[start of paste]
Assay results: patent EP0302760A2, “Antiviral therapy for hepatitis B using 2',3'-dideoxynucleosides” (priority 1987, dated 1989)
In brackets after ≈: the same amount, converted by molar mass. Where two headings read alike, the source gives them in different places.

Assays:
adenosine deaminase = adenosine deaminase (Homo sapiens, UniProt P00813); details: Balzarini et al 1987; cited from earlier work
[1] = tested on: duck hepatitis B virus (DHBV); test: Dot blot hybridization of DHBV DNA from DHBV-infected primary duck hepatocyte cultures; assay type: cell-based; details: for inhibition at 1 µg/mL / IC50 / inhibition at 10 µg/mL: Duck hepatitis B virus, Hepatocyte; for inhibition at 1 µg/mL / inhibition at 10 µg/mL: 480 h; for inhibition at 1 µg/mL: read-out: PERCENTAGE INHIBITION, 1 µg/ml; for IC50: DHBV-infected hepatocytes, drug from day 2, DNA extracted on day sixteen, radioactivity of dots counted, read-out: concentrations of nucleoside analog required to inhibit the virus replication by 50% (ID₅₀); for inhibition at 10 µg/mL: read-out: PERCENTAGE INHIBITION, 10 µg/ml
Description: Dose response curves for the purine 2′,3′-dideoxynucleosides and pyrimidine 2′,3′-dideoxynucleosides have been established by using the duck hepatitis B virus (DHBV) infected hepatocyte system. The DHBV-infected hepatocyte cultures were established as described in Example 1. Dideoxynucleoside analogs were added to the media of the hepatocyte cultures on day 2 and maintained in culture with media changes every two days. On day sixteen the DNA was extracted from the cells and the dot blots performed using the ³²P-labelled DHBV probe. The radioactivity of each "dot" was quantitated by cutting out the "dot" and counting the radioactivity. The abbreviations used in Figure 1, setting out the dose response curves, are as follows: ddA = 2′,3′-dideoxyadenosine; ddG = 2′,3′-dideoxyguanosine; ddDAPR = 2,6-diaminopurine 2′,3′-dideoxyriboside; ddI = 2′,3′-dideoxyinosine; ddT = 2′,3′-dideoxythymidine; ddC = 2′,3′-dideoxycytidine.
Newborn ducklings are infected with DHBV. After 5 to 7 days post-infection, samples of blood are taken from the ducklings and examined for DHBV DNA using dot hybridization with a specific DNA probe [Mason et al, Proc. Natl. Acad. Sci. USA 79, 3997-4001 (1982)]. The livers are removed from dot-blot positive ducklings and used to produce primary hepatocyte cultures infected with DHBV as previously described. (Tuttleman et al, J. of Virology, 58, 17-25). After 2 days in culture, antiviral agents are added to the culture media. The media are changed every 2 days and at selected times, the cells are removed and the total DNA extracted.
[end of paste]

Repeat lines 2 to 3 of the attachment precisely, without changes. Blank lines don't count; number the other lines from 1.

In brackets after ≈: the same amount, converted by molar mass. Where two headings read alike, the source gives them in different places.

Assays: